Greek shop owner arrested as a founding Nov. 17 leader

Man already in custody is identified as killer of CIA station chief in 1975

July 27, 2002|By David Holley | David Holley,SPECIAL TO THE SUN

ATHENS, Greece - Greek police arrested a suspected leader of the November 17 terrorist group yesterday and identified another key figure in custody as a gunman in the first of its more than 20 assassinations - that of the CIA station chief here in 1975.

Authorities are moving to crush one of the longest-lived groups to emerge from Europe's radical left three decades ago.

After making no progress for 27 years, Greek police have made stunning advances in recent weeks, arresting both suspected leaders and rank-and-file members. The latest is Nikos Papanastasiou, 50, arrested yesterday, who has been running a souvenir shop in central Athens and who police believe to be an important first-generation leader of the group.

Named after the date of a 1973 student uprising that was suppressed violently by the military junta then ruling Greece, November 17 burst into prominence with the killing of CIA agent Richard Welch.

Operating since then with seeming impunity, it was blamed for 22 additional killings as well as many bank robberies and the theft of weapons.

It last struck in June 2000, killing British defense attache Brig. Stephen Saunders.

In a predawn statement to police yesterday that was quickly leaked to the media, a suspect arrested earlier this week, Pavlos Serifis, 46, confessed to having been a lookout at the Welch killing and said that co-defendant Alexandros Giotopoulos was a gunman in that killing. Police, who arrested Giotopoulos, 58, earlier this month, described him as the leader of the group.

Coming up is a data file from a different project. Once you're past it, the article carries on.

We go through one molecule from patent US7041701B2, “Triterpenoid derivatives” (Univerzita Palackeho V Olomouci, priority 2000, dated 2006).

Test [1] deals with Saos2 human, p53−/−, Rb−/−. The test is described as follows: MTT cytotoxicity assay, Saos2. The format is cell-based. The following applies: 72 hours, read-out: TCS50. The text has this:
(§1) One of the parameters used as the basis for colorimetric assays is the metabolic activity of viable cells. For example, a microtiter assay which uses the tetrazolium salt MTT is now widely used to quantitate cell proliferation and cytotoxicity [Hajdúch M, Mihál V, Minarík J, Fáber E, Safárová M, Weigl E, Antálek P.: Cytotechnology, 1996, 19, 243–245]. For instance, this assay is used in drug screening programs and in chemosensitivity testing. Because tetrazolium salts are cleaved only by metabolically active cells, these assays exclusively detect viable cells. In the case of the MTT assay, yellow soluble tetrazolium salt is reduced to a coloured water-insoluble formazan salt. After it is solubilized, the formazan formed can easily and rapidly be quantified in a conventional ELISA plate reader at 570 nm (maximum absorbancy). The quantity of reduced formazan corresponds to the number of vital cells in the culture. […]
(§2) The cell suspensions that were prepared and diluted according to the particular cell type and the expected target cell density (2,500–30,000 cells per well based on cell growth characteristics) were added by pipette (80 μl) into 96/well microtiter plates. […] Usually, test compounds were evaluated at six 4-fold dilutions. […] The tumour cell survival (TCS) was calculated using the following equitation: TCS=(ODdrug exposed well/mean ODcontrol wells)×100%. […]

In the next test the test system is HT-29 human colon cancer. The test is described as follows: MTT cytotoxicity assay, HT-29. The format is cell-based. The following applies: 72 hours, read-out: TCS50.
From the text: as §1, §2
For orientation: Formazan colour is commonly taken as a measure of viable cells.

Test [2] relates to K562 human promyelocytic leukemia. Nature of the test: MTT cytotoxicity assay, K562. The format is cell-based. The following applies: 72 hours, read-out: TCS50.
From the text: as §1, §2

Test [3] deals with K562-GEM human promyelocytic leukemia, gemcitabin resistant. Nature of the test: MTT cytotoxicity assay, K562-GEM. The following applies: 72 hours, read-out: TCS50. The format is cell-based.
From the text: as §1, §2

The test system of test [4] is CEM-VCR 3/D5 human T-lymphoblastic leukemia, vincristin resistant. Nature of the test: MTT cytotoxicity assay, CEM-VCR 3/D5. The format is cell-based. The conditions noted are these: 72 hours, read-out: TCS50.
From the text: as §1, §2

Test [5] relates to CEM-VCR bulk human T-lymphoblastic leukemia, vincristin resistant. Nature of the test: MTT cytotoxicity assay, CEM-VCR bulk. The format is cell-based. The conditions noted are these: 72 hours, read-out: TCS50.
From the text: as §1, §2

In the statement, Serifis also admitted being a lookout in the 1980 slayings of two Greek policemen and identified Giotopoulos as a gunman in that incident, as well.

Over the years, U.S. officials repeatedly complained that Greek authorities showed insufficient determination to track down the killers. During the group's early years, a significant portion of the Greek public - angered by American support for the 1967-1974 military dictatorship - appeared sympathetic to its ideology.

Public opinion began to swing more solidly against it in the mid-1980s when the group targeted prominent Greek businessmen.

Late last month, a suspected November 17 member, Savas Xiros, 40, was injured when a bomb he was carrying went off prematurely. His capture led to safe houses and the arrest of more than a dozen others.

Greeks who romanticized the group have been shocked to see that its members seem like ordinary criminals who simply took orders to kill or steal, and who were held together by family, friendship or shared guilt.

Many Greeks "expected the people arrested to come out with heroic statements, for example, `We delivered blows to the murderers of the people, the Americans,' or `We killed businessmen who were stealing money from the people,'" said Manolis Vasilakis, author of a book about Greek attitudes toward terrorism.

"The press had presented them as heroic and bold [and people imagined they] would kill a couple of policemen while police were trying to arrest them," he said. "Instead they saw people who are nothing but common murderers and bank robbers, [including] a brother who would turn his brother in. There is nothing heroic about them."

David Holley writes for the Los Angeles Times, a Tribune Publishing newspaper.

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